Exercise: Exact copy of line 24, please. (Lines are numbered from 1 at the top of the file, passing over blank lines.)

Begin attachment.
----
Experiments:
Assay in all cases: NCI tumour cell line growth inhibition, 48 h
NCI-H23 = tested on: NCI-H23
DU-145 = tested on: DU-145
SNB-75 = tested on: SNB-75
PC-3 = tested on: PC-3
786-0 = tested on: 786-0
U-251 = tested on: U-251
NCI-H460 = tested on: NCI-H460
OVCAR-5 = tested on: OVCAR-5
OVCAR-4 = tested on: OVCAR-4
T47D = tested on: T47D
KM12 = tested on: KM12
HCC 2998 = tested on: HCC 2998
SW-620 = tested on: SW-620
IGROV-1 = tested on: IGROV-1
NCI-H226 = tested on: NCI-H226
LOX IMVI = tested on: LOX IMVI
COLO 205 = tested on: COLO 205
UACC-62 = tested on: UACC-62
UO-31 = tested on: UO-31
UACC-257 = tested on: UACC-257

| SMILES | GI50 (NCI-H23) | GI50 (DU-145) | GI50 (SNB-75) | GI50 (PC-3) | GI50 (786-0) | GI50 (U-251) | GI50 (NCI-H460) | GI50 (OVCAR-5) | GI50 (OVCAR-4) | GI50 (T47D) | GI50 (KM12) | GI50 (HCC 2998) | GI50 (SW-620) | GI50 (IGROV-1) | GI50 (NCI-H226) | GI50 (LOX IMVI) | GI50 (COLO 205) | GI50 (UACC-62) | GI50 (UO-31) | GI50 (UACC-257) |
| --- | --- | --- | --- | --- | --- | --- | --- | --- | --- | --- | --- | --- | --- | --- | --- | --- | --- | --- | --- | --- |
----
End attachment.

| --- | --- | --- | --- | --- | --- | --- | --- | --- | --- | --- | --- | --- | --- | --- | --- | --- | --- | --- | --- | --- |